The VOICE of Anglers and Hunters since 1928

Municipal Issues

Fishing and hunting are an important part of our Canadian heritage. These activities remain entrenched in our culture and help to shape the identity of millions of Ontarians today — not just in small towns and rural Ontario, but in every municipality throughout the province.

Whether your municipality is in the north or south, is rural or urban, is big or small, fishing and hunting has social relevance to your residents and significant economic potential for your local economy. As land managers and decision-makers, municipalities have an important role to play in conservation and access to outdoor opportunities like fishing and hunting.

The Ontario Federation of Anglers and Hunters (OFAH) is Ontario’s largest non-profit, conservation-based organization representing 100,000 members, subscribers, and supporters, and 725 member-clubs. On behalf of our members, the OFAH engages on policy issues related to fish, wildlife, fishing, hunting, firearms, land use, access, species at risk, and many other related topics. The OFAH has a long history of working with municipalities on a variety of these important issues.

Our organization is also home to the Invading Species Awareness Program, Lake Ontario Atlantic Salmon Restoration Program, Community Hatchery Program, Alternative Land Use Services (ALUS) Peterborough, National Archery in the Schools Program, Tackleshare, Ontario Family Fishing Events, and many other conservation and education programming that benefits Ontarians.

The OFAH Toolkit For Municipal Leaders includes a few of the most prominent topics where there is an important intersection between the interests of municipalities and the outdoors community. Municipalities can use this guide to better understand the interests, issues and opportunities associated with fishing, hunting and conservation enthusiasts, and ultimately incorporate them into municipal planning and decision making.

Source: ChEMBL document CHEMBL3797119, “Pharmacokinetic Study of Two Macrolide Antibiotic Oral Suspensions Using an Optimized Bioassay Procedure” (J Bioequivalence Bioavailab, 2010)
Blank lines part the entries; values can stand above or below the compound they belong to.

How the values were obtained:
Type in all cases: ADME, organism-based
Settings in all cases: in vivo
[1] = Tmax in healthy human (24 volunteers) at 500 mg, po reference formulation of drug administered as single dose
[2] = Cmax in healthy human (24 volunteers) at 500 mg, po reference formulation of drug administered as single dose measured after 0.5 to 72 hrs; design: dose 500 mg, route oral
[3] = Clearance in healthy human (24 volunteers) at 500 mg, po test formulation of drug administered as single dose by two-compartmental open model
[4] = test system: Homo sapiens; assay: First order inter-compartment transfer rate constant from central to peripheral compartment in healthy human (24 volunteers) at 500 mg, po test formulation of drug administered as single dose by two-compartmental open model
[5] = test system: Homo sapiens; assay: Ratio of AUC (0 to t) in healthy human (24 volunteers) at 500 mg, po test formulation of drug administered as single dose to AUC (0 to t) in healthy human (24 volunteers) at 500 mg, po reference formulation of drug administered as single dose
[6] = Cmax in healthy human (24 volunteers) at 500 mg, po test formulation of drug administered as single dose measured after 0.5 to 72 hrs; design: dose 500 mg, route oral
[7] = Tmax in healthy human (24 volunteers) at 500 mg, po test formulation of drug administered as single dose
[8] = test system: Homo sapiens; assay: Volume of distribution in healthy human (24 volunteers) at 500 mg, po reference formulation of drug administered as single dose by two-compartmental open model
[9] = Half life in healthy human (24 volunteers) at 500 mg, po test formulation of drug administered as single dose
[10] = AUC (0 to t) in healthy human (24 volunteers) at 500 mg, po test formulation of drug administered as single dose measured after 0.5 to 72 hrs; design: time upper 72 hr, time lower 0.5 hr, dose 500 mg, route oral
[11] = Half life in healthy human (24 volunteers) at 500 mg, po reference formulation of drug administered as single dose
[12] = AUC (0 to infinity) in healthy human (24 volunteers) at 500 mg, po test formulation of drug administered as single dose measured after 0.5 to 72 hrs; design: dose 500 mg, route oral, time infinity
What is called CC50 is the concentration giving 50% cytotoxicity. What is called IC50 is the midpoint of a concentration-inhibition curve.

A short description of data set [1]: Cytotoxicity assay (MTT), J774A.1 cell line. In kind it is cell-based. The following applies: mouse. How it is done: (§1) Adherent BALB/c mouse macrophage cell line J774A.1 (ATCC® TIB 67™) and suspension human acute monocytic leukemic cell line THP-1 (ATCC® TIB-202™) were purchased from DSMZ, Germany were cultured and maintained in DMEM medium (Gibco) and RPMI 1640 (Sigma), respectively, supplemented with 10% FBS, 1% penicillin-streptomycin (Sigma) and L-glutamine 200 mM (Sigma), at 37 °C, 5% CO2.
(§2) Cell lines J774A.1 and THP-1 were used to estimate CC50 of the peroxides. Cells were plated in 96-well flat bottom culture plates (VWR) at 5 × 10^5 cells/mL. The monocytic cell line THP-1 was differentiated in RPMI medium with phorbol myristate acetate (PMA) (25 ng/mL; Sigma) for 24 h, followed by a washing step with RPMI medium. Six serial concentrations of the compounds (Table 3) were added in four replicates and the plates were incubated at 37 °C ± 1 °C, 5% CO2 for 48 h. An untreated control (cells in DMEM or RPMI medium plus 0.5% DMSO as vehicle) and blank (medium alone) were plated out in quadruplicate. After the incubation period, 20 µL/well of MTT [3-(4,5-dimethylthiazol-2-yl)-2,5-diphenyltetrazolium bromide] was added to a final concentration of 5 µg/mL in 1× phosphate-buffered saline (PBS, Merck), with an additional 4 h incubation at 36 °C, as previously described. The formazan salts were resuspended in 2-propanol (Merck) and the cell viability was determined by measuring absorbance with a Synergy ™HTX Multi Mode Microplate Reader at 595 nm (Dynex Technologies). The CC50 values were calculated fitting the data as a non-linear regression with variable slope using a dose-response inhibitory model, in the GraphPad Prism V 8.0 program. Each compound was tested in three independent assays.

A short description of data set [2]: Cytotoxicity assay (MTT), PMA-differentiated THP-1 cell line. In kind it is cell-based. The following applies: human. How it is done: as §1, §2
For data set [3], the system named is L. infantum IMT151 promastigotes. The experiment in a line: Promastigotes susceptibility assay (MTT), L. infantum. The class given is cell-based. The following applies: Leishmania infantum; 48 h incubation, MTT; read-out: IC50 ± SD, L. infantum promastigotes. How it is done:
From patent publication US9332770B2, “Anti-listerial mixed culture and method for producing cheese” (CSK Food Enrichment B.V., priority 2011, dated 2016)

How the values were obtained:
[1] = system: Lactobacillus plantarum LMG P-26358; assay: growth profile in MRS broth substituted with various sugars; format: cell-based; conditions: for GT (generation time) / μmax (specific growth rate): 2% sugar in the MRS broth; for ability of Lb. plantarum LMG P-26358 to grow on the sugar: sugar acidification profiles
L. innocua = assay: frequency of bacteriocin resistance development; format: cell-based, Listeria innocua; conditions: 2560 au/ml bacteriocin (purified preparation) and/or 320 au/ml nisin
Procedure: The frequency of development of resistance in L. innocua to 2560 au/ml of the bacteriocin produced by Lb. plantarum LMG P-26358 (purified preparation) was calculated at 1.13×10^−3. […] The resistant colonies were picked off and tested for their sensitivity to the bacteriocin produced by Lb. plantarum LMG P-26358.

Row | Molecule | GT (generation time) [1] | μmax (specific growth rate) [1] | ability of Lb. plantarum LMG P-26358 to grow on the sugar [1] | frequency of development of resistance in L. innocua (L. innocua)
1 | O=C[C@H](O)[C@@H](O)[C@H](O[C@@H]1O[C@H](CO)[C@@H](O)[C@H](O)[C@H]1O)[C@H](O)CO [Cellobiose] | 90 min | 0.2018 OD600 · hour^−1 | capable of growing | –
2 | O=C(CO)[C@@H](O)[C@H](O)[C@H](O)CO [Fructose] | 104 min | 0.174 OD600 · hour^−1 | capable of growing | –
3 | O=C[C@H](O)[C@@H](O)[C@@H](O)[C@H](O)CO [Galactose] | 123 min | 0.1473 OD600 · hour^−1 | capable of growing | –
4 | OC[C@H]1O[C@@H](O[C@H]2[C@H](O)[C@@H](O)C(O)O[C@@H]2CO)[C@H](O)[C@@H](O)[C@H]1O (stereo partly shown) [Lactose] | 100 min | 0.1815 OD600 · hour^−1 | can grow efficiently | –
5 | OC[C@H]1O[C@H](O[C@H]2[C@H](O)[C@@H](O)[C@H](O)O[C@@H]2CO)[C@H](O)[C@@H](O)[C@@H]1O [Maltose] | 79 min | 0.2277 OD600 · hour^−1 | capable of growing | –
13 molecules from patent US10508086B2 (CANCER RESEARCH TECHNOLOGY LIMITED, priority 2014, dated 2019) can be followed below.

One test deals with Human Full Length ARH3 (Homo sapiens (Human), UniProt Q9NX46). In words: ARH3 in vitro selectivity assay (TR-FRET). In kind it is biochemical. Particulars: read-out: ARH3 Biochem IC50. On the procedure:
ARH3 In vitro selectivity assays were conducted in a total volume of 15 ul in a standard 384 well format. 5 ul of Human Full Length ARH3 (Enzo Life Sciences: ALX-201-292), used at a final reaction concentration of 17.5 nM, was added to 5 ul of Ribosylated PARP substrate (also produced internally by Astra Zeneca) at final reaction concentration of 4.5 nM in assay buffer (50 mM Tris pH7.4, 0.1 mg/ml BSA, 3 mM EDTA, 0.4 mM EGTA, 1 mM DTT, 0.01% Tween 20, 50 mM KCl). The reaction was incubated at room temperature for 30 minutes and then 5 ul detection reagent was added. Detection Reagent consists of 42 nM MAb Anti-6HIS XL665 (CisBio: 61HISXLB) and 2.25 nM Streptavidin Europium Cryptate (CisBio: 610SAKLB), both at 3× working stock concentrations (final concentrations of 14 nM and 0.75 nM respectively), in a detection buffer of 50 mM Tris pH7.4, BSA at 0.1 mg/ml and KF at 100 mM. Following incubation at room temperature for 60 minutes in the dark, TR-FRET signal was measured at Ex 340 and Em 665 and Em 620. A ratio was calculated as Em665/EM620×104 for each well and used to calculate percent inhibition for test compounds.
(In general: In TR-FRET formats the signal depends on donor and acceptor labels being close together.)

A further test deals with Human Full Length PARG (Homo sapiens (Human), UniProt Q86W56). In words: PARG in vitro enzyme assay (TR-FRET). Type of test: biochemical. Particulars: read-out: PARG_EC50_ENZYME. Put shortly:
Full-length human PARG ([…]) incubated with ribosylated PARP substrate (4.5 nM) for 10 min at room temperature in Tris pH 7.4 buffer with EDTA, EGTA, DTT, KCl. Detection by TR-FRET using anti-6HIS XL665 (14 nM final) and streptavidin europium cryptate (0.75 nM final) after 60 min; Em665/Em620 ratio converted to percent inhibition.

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The OFAH is available to offer support to municipalities for initiatives related to fishing, hunting, and conservation. If your municipality is engaging on the topics in this guide or anything else relevant to our organization, please don’t hesitate to connect with us.

  • Fishing Access
  • Invading Species Awareness Program
  • Bow Hunting in City Limits
  • Discharge of Firearms By-laws
  • Hunting on Municipal Lands
  • Sunday Gun Hunting
  • Fishing Access


    • Angling is a $2.2-billion industry in Ontario, engaging over 1.4 million citizens and drawing in visitors from outside the province to enjoy our fisheries. Fishing brings money to municipalities through spending on fuel, food, accommodations, tackle/gear, etc.
    • Fishing in urban areas is an opportunity for residents, particularly youth, to enjoy the outdoors, and has been recognized in the Ontario Children’s Outdoor Charter.
    • Many waterbodies in Ontario are considered Crown resources, and access to public streams, rivers, and lakes should be maintained without unnecessary and restrictive by-laws, licensing, or additional fees.
    • Limiting access complicates provincial fisheries management. The revenue from fishing licence fees goes into the MNRF’s Fish and Wildlife Special Purpose Account, which supports regulation, science, enforcement, conservation, licensing, and education.
    • When issues related to fishing arise, responsible anglers are often lumped in with vandals, poachers, and other illegal activities that result in broad, simplistic restrictions on fishing to curtail bad behaviour of a few individuals.
    • Municipalities are supported by the angling community when they maintain and increase barrier-free access, and promote fishing.

    Who Benefits?

    • Promotion and facilitation of responsible angling has significant positive economic impacts in a municipality.
    • Recreational fishing promotes healthy lifestyles while creating meaningful community connections. Access to fishing locations can act as a conduit to these experiences for all age groups and demographics. In urban areas in particular we must ensure these experiences are available to youth, those with limited access to transportation, and new Canadians.


    Here’s what you can do

    • Fishing opportunities in Ontario should be promoted in and by municipalities to capitalize on benefits.
    • Proactive and constructive ways to handle concerns are ultimately simpler and more beneficial for all.